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Posted by Percy A Lowe on July 17, 2013 at 5:30 AM

by Frank Coker

Goals and budgets are not the same thing. They serve very different purposes, but they overlap and often get confused.


When a goal for financial performance is defined for a company or a business unit, it is generally thought of as a destination. There are usually multiple ways to reach a goal, so there is usually very little about the goal itself that tells you how to get there. In fact, high performance managers intentionally leave room for the team to figure out how they are going to achieve their goals. Achieving a goal should make room for creativity and allow for responses to changing realities on the ground. Rarely do conditions stay the same from the time a goal is set to the time that the goal is to be achieved, so it almost always requires adjustments along the way. And of course if conditions change enough, the goal may need to be changed also.


Budgets are different. Budgets are all about constraints and spending limits. It would be unusual to see the words budget and creativity in the same sentence. But when you do, creative means “how do I get money from one budget area to fill a need in another area.” In other words, gaming the system, or, getting around internal spending barriers. Budgets are not about achieving results that drive the big picture or move a business forward.


Goals, on the other hand, generally are intended to create a common focus that motivate and move the team forward. Budgets are usually constraints and barriers. Both are important, but they play a very different role.


It can be very confusing when a budget is expected to motivate action and a goal is used to constrain spending, but this often happens. When used for the right purposes, goals and budgets can live side-by-side and can be mutually reinforcing to the team and the organization.


Most managers can easily describe how a budget works. There is often a lot of debate around how a budget gets set, but once a budget is set, they are pretty easy to understand. The budget tells you how much you can spend during some period of time, how much you have already spent and what you have left. But things get a bit messy when budgets get revised. If budgets get revised too often you loose the ability to hold anyone accountable for achieving the budget. In the extreme, budgets can be changed so much that they just become a reflection of actual spending and in the end you really don’t have a budget. In worst case, the budget is just another report on actual spending that everyone can use to celebrate that they “came in on budget.” And once this gets started, cynicism sets in and no one believes the budget process has meaning and then controls and accountability get lost.


Goals, on the other hand, should have more flexibility. Whether you get a touchdown in 5 plays or 10 plays is less important than getting the touchdown. And moving from a passing game to a running game should not be perceived as a failure if it gets the job done; it is part of the creative process for overcoming barriers.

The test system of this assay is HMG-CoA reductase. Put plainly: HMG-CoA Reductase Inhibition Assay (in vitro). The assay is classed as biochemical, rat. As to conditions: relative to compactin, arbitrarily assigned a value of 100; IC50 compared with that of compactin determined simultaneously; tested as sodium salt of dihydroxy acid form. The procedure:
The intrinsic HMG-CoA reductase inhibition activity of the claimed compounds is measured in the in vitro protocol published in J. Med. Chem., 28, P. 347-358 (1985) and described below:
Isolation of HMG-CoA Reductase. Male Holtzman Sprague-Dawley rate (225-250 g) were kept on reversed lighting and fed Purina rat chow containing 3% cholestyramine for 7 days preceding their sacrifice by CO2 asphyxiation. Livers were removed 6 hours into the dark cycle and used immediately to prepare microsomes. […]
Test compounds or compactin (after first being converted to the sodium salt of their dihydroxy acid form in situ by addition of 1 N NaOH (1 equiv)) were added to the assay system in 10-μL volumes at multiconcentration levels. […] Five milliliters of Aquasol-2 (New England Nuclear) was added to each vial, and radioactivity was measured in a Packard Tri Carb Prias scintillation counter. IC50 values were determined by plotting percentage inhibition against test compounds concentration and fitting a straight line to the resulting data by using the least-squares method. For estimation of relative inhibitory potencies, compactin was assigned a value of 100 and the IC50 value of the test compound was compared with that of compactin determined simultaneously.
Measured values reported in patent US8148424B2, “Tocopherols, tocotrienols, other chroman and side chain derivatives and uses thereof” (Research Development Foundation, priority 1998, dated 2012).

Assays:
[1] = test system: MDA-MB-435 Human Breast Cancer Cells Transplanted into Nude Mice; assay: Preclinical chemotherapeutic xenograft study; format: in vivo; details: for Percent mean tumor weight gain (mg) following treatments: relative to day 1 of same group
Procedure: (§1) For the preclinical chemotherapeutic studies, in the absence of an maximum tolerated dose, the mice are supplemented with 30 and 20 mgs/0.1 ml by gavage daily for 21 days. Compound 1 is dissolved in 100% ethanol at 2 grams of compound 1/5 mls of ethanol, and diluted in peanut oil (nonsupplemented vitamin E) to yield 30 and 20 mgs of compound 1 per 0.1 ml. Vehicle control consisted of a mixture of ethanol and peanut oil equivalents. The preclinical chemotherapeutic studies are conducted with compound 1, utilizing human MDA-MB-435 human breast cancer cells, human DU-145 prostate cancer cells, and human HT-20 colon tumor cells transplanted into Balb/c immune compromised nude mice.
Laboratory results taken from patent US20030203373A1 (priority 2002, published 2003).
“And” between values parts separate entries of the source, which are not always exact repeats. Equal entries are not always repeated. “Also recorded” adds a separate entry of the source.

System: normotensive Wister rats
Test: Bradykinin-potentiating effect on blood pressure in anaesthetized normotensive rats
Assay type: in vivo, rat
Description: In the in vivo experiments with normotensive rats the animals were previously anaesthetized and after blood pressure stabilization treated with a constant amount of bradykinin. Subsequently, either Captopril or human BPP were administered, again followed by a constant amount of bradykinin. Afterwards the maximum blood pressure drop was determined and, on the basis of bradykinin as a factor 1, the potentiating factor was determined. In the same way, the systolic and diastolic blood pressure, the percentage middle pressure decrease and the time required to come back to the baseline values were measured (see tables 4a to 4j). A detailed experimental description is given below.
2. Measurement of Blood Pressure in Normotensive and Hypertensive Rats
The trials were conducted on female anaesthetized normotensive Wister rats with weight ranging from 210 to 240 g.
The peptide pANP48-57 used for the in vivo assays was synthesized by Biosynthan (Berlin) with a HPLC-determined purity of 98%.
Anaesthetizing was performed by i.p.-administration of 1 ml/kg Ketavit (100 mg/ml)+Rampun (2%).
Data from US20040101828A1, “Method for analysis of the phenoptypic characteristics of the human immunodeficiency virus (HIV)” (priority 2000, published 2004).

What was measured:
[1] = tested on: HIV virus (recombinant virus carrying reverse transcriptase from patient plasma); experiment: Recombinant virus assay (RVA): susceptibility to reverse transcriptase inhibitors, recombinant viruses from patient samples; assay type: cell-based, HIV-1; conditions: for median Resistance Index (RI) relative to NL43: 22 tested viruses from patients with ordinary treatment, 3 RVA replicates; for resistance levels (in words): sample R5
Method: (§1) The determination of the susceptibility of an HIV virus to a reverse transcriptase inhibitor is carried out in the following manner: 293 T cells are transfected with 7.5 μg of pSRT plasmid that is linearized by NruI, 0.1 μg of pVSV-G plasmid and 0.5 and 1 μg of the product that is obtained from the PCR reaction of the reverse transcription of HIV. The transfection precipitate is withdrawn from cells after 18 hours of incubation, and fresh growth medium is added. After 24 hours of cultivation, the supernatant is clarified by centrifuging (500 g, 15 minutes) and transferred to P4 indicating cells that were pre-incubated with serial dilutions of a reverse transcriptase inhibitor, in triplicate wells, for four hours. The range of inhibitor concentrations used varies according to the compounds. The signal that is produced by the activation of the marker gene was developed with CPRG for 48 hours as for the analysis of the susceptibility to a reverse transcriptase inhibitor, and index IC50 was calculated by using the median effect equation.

A revenue growth goal, for example, should be a simple declaration of what you are trying to achieve over some period of time. It’s less about how many plays it takes to get to the goal and more about the direction you are heading in. The goal should allow the team to constantly see if they are on track to achieve the goal and if not, how far off are they. When they can see that they are off course, they can focus on actions needed to get back on course. If they don’t know they are off course, nothing is likely to happen to cause a correction. Without the ability to see the difference between today’s progress and the path to achieving the goal, there is no ability to see the “gap” and no one is going to even know that they need to make course adjustments.


Ideally, goals should be expressed as a trend line that connects some starting point to a destination. The goal trend line needs to sit side-by-side with the actual performance line and the actual performance trend line. With this picture everyone can easily see if they are on track or not. Now the real story can emerge. Now you can easily see if you are headed in the right direction. You can see if you are over or under the line that takes you to the goal, you can see if you are on or off track and this becomes the basis for meaningful conversations with the team about what they can do to get back on track. There is no more important conversation than the one with the team that is expected to actually achieve the defined goal. If they don’t see the picture, it is unrealistic to expect them to achieve the goal. The simple trend line picture is the basic ingredient for clear communications. Unfortunately it is missing for many organizations and as a result, teams often lack a "directional" perspective. When performance is off track and it finally becomes clear it is often too late to make needed adjustments. And last minute adjustments made in desparation usually produce ragged results and the opportunity to achieve a higher purpose is usually lost.


It is the trend lines that make the picture clear and simple. Trend lines can show small deviations early. This makes it possible for small corrections early and often. Hitting a goal becomes much more likely because the trend line and the goal line together show you if a gap exists.


In the end, the thing that makes a manager stand out is how well they set and achieve goals. Managers may get applause for hitting a budget, but rarely do they get career enhancing spotlights because of their budget management skills. It’s the goals and goal achievement that really matter.

Categories: Small Business Managment

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